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  1. Researchers Control Direction of Electromagnetic WavesResearchers at King’s College London have achieved previously unseen levels of control over the traveling direction of electromagnetic waves in waveguides. Their ground-breaking results could have far-reaching benefits for the way light is controlled in optical waveguides and fibers, significantly improving integration, efficiency and speed.In a paper published in Science, Prof. Anatoly Zayats and his team, working with collaborators from Universitat Politècnica de València in Spain, show how their use of circularly polarized light – light containing spinning photons (fundamental particles) – and metallic nanostructures achieve a “water wheel” effect to send light waves in a single direction along a metal surface. Their findings are surprising because such unidirectional waves have not been controlled in this way before. The research has profound implications for optical communications and information processing technologies.Read more: http://www.laboratoryequipment.com/news/2013/04/researchers-control-direction-electromagnetic-waves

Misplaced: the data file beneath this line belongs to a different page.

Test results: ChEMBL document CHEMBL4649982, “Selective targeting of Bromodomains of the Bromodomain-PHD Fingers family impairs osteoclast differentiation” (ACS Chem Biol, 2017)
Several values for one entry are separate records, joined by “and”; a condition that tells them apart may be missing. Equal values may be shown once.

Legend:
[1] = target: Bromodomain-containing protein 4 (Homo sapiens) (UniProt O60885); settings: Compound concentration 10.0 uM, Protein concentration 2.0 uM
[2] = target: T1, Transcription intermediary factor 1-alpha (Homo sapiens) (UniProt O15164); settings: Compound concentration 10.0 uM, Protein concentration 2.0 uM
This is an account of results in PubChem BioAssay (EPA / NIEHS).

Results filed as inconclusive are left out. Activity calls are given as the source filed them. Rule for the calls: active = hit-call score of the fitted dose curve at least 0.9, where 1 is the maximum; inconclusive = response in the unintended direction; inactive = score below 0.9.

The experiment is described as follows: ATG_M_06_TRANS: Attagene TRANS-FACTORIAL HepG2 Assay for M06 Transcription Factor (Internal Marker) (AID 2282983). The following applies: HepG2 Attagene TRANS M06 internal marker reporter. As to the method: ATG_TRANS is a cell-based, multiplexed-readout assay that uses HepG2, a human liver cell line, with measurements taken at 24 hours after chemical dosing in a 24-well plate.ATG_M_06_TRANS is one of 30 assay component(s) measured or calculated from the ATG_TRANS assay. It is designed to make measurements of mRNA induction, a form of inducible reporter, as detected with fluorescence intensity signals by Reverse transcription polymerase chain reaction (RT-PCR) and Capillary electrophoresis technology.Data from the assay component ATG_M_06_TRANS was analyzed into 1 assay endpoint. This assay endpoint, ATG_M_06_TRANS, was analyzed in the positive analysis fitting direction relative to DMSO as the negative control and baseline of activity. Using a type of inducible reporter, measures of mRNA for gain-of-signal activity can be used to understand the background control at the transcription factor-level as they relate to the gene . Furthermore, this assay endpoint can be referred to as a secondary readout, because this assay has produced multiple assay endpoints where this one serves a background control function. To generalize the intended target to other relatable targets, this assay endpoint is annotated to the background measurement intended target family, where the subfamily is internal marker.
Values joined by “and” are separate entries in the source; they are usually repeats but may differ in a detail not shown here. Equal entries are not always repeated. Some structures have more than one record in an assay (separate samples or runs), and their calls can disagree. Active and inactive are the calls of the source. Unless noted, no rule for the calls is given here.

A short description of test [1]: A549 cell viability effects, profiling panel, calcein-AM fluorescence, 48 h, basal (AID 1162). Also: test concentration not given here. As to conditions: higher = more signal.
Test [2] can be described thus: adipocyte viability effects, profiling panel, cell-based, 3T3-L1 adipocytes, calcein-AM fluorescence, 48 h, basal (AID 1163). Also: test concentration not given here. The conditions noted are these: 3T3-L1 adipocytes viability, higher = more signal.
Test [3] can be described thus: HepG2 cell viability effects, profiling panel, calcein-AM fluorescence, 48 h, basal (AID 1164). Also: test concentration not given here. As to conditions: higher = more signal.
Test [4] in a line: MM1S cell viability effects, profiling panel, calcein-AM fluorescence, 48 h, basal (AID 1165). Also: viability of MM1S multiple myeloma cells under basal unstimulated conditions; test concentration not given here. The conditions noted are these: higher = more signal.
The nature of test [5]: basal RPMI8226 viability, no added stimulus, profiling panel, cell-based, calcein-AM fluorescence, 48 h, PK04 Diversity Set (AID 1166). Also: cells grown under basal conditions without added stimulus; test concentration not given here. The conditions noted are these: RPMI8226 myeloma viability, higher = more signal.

Researchers Control Direction of Electromagnetic Waves

    Researchers at King’s College London have achieved previously unseen levels of control over the traveling direction of electromagnetic waves in waveguides. Their ground-breaking results could have far-reaching benefits for the way light is controlled in optical waveguides and fibers, significantly improving integration, efficiency and speed.

    In a paper published in Science, Prof. Anatoly Zayats and his team, working with collaborators from Universitat Politècnica de València in Spain, show how their use of circularly polarized light – light containing spinning photons (fundamental particles) – and metallic nanostructures achieve a “water wheel” effect to send light waves in a single direction along a metal surface. Their findings are surprising because such unidirectional waves have not been controlled in this way before. The research has profound implications for optical communications and information processing technologies.

    Read more: http://www.laboratoryequipment.com/news/2013/04/researchers-control-direction-electromagnetic-waves

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